DAILY FILM DOSE: A Daily Film Appreciation and Review Blog: Greenberg

Thursday, 15 July 2010


Greenberg (2010) dir. Noah Baumbach
Starring: Ben Stiller, Greta Gerwig, Rhys Ifans, Jennifer Jason Leigh, Mark Duplass, Chris Messina


By Alan Bacchus

Well, I didn’t completely hate the film, which doesn’t exactly make for a quotable recommendation, but after suffering through two thirds of another dreadfully navel gazing idiosyncratic Baumbach comedy/drama, the final act surprisingly moved me from the category of detest to a slight acknowledge of admiration.

There’s no doubt we’re in the internalized emotional world of Noah Baumbach, who makes updated Gen X slacker movies for intellectual hipsters (ie. Squid and the Whale, Margot at the Wedding). This time round he crafts a study of his title character Roger Greenberg (Stiller) who has been released from the hospital for a nervous breakdown (and possibly a suicide attempt). What’s eating Greenberg you ask? He’s forty, with a once promising music career, but now finds himself as a failed artist with a failed relationship who can only make a living as a carpenter. When he arrives in Los Angeles to housesit his brother’s luxurious home in the Hills and their sick German shepherd dog, it becomes the opportunity to reconcile his anxieties with the help of his brother’s flighty assistant Florence (Greta Gerwig).

While we can all relate to some of the career and relationship anxieties in Greenberg’s life Baumbach injects his character with such a self-loathing misplaced by an annoying self-absorption he becomes so unlikeable and unpleasant. Alexander Payne’s Sideways makes for a good comparison. Like Greenberg Paul Giamatti’s Miles suffers from the same ailments but has the ability to turn off his depression to correlate like a regular person. Greenberg wears his self hatred like a badge on his down-filled vest.

Greta Gerwig a veteran of those formerly-labelled mumblecore films is delightful as Florence, a striking beauty demurely hidden behind a dressed down appearance and her character's insecurity issues. Though why she is attracted to Greenberg in the first place is a fabrication too far-reaching for us to understand. It’s the same annoyance I get when Woody Allen casts likes of Winona Ryder or even Diane Keaton or Mariel Hemingway as his romantic co-stars. Manhattan, this is not.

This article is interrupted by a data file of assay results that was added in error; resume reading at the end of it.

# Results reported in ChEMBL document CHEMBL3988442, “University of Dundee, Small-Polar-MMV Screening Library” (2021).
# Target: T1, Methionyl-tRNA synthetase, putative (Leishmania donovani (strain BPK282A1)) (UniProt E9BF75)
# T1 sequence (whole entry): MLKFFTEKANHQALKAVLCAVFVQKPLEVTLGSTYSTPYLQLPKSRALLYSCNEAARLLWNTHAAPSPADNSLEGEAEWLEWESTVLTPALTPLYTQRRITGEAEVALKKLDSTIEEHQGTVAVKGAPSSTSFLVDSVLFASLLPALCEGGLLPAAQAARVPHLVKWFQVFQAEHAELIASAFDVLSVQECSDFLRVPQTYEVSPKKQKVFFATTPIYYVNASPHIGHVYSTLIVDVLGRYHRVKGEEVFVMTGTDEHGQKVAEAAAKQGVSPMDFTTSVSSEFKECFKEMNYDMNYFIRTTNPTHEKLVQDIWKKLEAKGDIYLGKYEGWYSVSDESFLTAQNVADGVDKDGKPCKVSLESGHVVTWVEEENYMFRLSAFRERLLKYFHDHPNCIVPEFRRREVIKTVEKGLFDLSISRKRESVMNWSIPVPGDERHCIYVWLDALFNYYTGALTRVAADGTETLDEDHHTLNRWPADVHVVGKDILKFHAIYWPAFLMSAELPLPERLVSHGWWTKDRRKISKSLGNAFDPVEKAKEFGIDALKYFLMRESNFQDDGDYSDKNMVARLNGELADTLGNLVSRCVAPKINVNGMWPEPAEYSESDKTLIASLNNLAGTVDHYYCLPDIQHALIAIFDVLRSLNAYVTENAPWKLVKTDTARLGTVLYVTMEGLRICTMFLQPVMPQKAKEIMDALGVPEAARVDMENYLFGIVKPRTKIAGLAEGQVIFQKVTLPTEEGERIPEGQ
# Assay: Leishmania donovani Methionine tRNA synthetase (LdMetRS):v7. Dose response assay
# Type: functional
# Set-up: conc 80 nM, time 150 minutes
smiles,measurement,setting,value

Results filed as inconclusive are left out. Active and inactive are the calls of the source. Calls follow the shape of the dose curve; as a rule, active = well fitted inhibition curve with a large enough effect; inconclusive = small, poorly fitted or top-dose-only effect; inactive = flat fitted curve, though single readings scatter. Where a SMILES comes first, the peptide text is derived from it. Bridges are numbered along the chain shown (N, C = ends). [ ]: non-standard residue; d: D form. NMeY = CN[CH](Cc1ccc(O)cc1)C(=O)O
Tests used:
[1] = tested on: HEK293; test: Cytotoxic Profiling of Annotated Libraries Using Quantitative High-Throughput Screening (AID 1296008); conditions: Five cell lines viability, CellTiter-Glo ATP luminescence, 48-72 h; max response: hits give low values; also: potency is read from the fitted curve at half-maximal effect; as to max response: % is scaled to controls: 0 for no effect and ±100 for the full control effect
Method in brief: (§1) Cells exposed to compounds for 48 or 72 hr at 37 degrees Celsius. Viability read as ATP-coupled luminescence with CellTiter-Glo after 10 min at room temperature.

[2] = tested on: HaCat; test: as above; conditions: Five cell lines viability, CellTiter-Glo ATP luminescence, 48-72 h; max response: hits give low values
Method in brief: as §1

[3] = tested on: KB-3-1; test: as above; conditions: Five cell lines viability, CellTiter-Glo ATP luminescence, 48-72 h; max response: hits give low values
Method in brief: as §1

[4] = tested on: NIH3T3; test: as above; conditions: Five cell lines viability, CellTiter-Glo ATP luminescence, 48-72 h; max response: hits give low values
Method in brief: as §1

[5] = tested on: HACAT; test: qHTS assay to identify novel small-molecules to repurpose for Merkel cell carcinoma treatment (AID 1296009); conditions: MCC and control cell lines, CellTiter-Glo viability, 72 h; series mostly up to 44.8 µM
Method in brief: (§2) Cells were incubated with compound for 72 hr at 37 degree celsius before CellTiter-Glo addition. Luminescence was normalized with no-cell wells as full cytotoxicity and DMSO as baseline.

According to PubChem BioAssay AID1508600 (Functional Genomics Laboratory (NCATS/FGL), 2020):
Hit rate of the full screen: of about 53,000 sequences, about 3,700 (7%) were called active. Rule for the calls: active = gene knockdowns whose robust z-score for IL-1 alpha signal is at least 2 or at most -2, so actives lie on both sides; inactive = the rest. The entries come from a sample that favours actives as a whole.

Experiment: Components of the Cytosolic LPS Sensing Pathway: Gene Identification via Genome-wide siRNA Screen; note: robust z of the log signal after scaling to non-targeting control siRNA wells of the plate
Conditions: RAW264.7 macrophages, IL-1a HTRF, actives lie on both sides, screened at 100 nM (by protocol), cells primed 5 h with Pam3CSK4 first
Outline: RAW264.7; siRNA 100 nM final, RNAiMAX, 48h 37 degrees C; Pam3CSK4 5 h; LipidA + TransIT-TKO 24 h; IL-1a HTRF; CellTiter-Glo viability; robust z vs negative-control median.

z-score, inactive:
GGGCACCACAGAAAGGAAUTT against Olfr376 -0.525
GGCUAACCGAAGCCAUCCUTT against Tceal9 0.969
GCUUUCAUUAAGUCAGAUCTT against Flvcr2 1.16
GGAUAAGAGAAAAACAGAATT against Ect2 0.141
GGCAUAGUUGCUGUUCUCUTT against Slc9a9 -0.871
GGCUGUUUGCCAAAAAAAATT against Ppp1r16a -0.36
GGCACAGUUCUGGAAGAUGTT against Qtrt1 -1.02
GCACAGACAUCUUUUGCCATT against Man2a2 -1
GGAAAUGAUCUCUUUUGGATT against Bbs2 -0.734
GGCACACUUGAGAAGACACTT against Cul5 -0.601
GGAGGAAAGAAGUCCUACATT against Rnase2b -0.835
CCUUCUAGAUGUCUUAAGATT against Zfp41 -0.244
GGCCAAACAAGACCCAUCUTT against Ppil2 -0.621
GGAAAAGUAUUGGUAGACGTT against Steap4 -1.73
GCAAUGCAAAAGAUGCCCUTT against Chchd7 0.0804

This indulgence of Baumbach’s is the most difficult to hurdle. While Miles in Sideways, could be oddly charming and self-effacing in an attractive way, Greenberg is an annoying shit from beginning to end, causing us to wonder why he was released from the hospital in the first place. The two hook up on their second encounter, and with little small talk or flirting Greenberg kisses Florence and then moves to heavy-petting and oral sex in a matter of seconds. The Florences of this world do not take their panties off for grossly underweight released-released mental rehab patients.

Baumbach’s dialogue and Harris Savides’s observant and unobtrusive cinematography create the same kind of naturalism as in Squid and Margot. Unfortunately the naturalism of tone doesn’t match the ridiculous progression of Greenberg’s relationship with Florence.

As mentioned, the film finally hits its gear in the third act during a rambunctious party of 20 year olds his niece holds at the house. Greenberg is offered and partakes in some lines of coke and turns into a twitchy party monster. Stiller also comes alive believably exaggerating his character’s personality ticks to great effect. As Greenberg bounces about the party and tries to fit in with kids half his age, we finally get to see him in his former glory and why his fall from grace could have caused such severe depression.

And in the end, his dramatic confession to both himself and Florence is cleverly set up and executed. But is it all worth it to be pummelled with pretentious and overly indulgent characters we despise in order to find the heart of the film at the end. I’d say, a reluctant yes.

"Greenberg" is available on DVD and Blu-Ray from Alliance Films in Canada